D. Attempts to reopen cases/set aside settlements. Most observers agree that permitting
C&Rs was and is a positive development under the Pennsylvania practice.
It seems apparent, at least in Western Pennsylvania, that allowing settlements has
reduced litigation caseloads and backlogs, and has encouraged workers to return to work
– or at least discontinue their workers’ compensation claims – more promptly.
Permitting the C&R settlement has also promoted the informal mediation of
cases. As almost everyone agrees, before 1996 mediation was futile in most cases, as the
ability of the parties to compromise was forbidden (though negotiated commutations
With so many claims being settled, it is not surprising, and was entirely
predictable, that some workers would try to reopen their claims by petitioning to set aside
Also, it is not surprising and was predictable, that some workers would try to
assert new claims, arguing that they are different from those subject to the settlement.
In many states, C&Rs (or their equivalent) have long been allowed, and even a
cursory review of the experiences of those states shows that workers, on occasion, try to
set aside their settlements.
Currently, no crisis of setting aside settlements exists. Still, within the last two
years a number of cases have reached the appellate courts in which a claimant has settled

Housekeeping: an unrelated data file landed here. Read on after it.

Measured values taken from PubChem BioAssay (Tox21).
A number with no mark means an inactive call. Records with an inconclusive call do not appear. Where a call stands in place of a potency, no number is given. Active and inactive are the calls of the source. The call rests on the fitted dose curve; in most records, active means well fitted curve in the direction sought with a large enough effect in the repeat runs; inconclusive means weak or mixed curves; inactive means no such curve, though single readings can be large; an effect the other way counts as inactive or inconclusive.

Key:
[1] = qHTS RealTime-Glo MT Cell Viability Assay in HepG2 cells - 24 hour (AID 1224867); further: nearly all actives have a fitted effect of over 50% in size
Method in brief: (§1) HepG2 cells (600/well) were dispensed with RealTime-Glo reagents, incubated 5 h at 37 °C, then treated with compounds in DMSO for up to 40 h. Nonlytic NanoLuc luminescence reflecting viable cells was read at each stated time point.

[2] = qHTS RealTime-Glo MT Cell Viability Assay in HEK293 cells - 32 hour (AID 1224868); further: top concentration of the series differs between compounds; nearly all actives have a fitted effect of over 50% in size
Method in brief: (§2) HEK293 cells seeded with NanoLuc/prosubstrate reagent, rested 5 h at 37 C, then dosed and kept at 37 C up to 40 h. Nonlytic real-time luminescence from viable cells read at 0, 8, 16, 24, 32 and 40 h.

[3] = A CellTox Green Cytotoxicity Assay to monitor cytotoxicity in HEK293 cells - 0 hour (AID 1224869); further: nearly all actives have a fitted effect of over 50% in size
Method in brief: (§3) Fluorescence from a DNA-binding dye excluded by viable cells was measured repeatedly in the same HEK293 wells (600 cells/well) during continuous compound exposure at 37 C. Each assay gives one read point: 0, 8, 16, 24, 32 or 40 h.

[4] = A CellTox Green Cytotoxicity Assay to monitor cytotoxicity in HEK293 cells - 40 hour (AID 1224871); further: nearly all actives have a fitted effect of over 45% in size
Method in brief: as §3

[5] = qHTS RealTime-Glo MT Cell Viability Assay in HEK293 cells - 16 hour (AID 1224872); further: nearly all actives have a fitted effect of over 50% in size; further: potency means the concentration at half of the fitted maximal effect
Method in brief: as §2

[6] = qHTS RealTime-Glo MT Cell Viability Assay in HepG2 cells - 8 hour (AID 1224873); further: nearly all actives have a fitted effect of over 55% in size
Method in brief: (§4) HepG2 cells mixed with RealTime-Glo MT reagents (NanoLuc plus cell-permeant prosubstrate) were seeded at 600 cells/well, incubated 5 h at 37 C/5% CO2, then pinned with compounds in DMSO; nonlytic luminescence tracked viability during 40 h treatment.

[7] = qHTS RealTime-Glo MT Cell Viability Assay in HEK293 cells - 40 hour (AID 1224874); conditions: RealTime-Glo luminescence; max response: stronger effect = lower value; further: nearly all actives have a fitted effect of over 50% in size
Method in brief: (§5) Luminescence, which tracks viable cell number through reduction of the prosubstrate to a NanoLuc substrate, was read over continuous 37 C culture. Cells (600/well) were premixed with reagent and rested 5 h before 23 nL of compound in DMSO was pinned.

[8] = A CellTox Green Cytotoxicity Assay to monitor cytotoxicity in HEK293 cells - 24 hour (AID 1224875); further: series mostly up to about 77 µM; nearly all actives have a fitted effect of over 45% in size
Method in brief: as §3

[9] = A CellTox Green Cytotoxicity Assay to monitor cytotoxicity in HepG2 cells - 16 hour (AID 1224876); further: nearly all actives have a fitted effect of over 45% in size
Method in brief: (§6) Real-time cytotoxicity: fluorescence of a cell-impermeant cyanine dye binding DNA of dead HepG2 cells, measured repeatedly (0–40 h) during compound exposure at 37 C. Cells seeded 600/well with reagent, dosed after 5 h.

and then seeks to have the C&R set aside or reviewed; or has pressed a new claim
arguing that it was not covered by the settlement.
Claimants try to set aside settlements for many reasons. A few are as follows:
• some workers accept settlements that virtually everyone agrees are ill-advised,
and then encounter trouble later because they have dissipated the funds and
still have wage loss and/or medical bills;
• some workers rush to accept settlements, are later regretful that they did so,
and simply believe that it is fair to try to reopen their cases, despite having
taken a lump sum;
• some workers agree to release medical before they have reached maximum
medical improvement, even in accepted cases where employer has no
evidence of full recovery; later, they incur medical bills and do not have the
money to pay them, and have no other insurance coverage;
• some workers do not believe that they have been provided everything that